quote Surrender

There is more than one way to surrender. Generally, it involves hitting your knees or waving a flag, but surrender can also be a deeply personal and internal process too.

Tuesday morning, I knew that I needed to get a good workout in. The next session for Citizen’s Police Academy was scheduled to cover the intricacies of S.W.A.T (Special Weapons and Tactics). I had a hunch that the class would be physical.

Since I pay a gym membership, and for private training on top of that, I hardly ever work out at home. It feels like I’m cheating myself and my checkbook when I do.

To get myself warmed up for the Academy class, I decided to try out a “Cardio Fix” video workout at home for the first time.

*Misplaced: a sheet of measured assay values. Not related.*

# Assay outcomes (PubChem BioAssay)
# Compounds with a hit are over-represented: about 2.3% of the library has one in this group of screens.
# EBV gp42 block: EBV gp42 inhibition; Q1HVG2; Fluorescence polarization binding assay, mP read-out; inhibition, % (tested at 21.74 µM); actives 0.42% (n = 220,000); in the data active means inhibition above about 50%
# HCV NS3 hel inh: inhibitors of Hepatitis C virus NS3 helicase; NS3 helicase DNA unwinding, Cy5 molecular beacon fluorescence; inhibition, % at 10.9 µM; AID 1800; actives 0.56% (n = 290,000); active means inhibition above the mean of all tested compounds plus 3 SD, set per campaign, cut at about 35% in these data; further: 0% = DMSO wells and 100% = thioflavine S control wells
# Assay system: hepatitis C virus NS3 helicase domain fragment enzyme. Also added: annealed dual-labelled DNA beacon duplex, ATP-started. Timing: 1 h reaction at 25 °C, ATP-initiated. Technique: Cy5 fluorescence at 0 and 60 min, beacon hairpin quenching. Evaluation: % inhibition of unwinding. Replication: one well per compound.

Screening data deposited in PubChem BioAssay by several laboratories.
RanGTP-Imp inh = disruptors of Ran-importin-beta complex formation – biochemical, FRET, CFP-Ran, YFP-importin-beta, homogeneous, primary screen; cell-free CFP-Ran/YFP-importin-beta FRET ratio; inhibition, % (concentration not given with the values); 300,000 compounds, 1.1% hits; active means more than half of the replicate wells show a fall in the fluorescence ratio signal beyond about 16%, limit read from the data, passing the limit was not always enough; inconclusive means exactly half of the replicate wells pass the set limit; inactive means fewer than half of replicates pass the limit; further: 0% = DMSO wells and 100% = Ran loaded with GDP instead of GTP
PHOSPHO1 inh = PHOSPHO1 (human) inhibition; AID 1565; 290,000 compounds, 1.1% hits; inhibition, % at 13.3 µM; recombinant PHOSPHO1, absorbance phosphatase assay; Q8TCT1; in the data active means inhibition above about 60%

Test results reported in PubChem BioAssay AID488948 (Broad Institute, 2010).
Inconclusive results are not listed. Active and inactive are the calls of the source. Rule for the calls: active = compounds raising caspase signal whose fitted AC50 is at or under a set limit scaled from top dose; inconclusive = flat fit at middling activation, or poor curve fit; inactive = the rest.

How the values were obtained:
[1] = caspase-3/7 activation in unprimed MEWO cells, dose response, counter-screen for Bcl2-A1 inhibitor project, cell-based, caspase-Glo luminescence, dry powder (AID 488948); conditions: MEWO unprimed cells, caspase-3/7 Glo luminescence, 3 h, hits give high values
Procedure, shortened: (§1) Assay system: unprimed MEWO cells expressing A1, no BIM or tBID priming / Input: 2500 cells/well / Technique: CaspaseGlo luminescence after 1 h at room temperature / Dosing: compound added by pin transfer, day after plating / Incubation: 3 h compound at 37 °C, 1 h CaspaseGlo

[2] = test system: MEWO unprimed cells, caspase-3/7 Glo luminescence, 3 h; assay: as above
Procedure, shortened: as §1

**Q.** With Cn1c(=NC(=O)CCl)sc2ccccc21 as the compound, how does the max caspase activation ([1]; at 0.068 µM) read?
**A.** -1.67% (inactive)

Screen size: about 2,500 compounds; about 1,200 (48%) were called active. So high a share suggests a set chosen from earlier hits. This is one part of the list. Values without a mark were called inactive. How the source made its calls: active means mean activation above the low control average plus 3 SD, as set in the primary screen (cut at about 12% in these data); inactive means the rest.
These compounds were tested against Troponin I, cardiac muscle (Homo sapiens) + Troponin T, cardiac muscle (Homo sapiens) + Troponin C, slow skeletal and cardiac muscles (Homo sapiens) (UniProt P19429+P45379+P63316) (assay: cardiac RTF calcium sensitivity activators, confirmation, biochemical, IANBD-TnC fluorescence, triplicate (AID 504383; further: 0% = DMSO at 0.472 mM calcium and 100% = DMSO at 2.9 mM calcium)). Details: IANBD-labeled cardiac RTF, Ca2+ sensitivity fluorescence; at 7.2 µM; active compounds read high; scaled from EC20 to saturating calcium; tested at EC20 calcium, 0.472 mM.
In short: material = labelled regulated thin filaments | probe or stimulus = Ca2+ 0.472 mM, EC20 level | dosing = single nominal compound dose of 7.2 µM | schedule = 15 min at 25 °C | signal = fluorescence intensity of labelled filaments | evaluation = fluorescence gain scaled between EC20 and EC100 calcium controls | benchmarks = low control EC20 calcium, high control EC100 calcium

Three minutes into the workout, I was questioning why I didn’t make myself get up at 5:00 a.m. to run on the treadmill and lift weights. The warmup was easy. Slow even. A sweat had barely begun to break on my forehead. With only thirty minutes in the workout, I couldn’t imagine how I would be sore the next day.

That is, until we “surrendered”. It’s a fun little exercise demonstrated here:

The instructor yelled at me from the flat screen.

Hands up. Down on your knee. Keep your hands up. Back up again. Don’t drop those hands. Lunge back.

The yelling continued for infinity. Well, sixty seconds to be exact. After a few more rounds, we were allotted a twenty second break. It didn’t last nearly long enough and then we were back at it again.

Surrender. Lunge. Jumping Jacks. Rest. Repeat.

That night, when I arrived in a surprisingly already sore state at the Citizen’s Police Academy, we went through the tenets of S.W.A.T. These specially trained units are tasked with responding to a wide range of situations:

  • High Risk Warrant Service
  • Barricaded Suspects
  • Hostage Rescue
  • Extraordinary/Rapid Deployment
  • VIP/Dignitary Protection